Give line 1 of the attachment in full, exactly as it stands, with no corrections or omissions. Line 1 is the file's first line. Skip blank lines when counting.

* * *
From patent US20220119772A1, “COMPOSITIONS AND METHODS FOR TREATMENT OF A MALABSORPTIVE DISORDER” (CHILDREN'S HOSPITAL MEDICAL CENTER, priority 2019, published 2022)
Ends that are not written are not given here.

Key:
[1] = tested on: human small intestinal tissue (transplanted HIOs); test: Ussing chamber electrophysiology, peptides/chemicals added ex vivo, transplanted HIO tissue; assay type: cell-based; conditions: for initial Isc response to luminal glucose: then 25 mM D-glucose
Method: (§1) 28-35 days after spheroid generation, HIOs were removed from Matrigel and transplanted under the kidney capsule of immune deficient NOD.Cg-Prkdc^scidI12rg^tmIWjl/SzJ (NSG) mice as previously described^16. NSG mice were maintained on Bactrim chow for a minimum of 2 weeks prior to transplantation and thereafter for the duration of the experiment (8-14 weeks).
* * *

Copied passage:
From patent US20220119772A1, “COMPOSITIONS AND METHODS FOR TREATMENT OF A MALABSORPTIVE DISORDER” (CHILDREN'S HOSPITAL MEDICAL CENTER, priority 2019, published 2022)